Troubled 2022 ends with upturn in sentiment
The start of last year’s fourth quarter continued to be dominated by China’s strict zero-COVID policy and the global cycle of interest rate hikes by major central banks. Key economic indicators confirmed a decline in manufacturing output and the International Monetary Fund cut its economic growth forecast for 2023 to 2.7% - the lowest number since 2001 when ignoring the financial crisis of 2008 and the COVID-hit year of 2020.
The global steel industry continued to face weak demand coupled with rising production costs. Steel mill buyers reduced scrap purchase prices in order to defend their squeezed margins, thus keeping the pressure on scrap prices in Europe and Turkey in the opening weeks of the quarter.
Turkey, the world’s largest importer of ferrous scrap, bought 1.441 million tonnes in October for a year-on-year drop of 6.6%, according to the Turkish Statistical Institute (TÜIK). According to the World Steel Association, Turkish steel production fell by 17.8% year on year in October and by 10.1% across the first 10 months of 2022. Turkish long steel producers continued to struggle with weak demand. Asian consumers found cheaper sources of long steel in the Middle East and South East Asia, which were less affected by energy costs than Turkey.
In Germany, prices stabilized as a result of falling scrap supplies, but demand was also rather subdued. In October, 3.1 million tonnes of steel was produced in Germany, 14.4% less than a year earlier. Comparing favourably to Turkey, however, German production fell by only 6.9% across the first 10 months of the year.
International markets improved in November owing to an upturn in sentiment within Asia, triggered by decisions by the Chinese government to support the ailing property sector and small and medium-sized enterprises with new measures to stimulate the economy. Iron ore, one of the weakest commodities up to that point in 2022, rebounded strongly from its annual low of US$ 80 per tonne in October, dragging other steel commodities with it. Although finished steel products also rose, the gains were much smaller. Scepticism surrounding the positive impact of the tighter COVID policy remained high.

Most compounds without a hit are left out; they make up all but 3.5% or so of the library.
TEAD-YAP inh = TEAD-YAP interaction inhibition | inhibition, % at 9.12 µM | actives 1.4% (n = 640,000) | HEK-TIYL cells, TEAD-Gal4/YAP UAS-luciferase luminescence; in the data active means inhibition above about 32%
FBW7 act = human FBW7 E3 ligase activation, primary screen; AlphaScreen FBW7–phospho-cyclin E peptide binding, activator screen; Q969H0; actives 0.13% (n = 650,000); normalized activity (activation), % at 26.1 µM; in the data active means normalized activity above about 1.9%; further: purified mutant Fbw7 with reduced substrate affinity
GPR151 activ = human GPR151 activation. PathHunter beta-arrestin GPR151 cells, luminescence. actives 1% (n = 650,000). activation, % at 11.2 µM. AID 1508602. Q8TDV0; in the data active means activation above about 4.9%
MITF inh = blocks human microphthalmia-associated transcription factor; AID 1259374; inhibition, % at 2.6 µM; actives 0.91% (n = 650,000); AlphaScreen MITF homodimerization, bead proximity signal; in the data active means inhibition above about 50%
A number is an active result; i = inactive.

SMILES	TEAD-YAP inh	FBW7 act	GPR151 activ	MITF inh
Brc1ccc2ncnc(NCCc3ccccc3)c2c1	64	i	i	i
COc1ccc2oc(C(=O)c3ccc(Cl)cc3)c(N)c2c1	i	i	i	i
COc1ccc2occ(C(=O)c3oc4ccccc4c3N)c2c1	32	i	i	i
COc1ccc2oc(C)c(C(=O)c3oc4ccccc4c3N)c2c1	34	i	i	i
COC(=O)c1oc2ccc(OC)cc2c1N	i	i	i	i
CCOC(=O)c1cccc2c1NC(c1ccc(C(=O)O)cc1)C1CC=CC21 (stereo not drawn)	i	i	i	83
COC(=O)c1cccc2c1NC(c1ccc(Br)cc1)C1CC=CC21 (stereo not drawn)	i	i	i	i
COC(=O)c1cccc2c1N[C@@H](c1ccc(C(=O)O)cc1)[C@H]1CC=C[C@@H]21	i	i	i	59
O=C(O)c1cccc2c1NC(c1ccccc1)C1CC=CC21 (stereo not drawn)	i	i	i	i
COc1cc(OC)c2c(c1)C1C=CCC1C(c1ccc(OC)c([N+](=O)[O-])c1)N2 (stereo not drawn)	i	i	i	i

The Turkish market followed Asia, albeit with some delay, and importers had to increase their bids on the export market. The limited availability of scrap and competition from Asia forced buyers to increase their offer prices. At the same time, rising finished steel prices put pressure on already weak domestic and foreign demand. According to official figures for November, Turkey imported 1.324 million tonnes of scrap for a year-on-year decline of almost 35%, outstripping the steep 30.7% drop in steel production.
The German scrap market, however, remained unimpressed by the recovery internationally; announcements of temporary production stoppages and an oversupply of new scrap led to a fall in prices for all grades. In Germany, steel production fell by 17.9% to 2.8 million tonnes in November to give an 11-month running total that was 7.9% lower than in 2021 at 34.2 million tonnes. In the EU, the year-on-year steel production decline up to November 2022 was an even greater 10.1%.
In December, the Chinese government launched a series of additional stimulus measures, including a move away from its strict zero-COVID policy and a boost in political support for the struggling real estate sector. China plans to allow some property companies to increase their leverage by easing credit limits and extending the grace period for meeting debt targets, thus easing the strict “three red lines” policy that has contributed to a historic property slump and has hit steel demand. The impact is likely to be felt over the coming months.
The iron ore market continued its remarkable recovery, rising almost 50% to US$ 118 per tonne by the end of last year. The fall in energy prices also had a positive impact on the international steel sector. Favourable weather conditions and well-filled natural gas storage facilities led to lower natural gas and electricity prices, which in turn stimulated demand for steelmaking raw materials. Turkish steel mills booked slightly higher volumes than in November but had to increase their offers, in some cases significantly, owing to continued tight availability on the export market. At the end of the year, HMS 1&2 (80:20) cfr Turkey was quoted at just under US$ 400 per tonne, an increase of over 25% from the November lows. In response to higher raw material costs, Turkish steel mills were able to raise their selling prices for long products and saw a slight increase in demand. In Germany, demand for scrap picked up: slight price increases were achieved for old scrap whereas new scrap was still plentiful.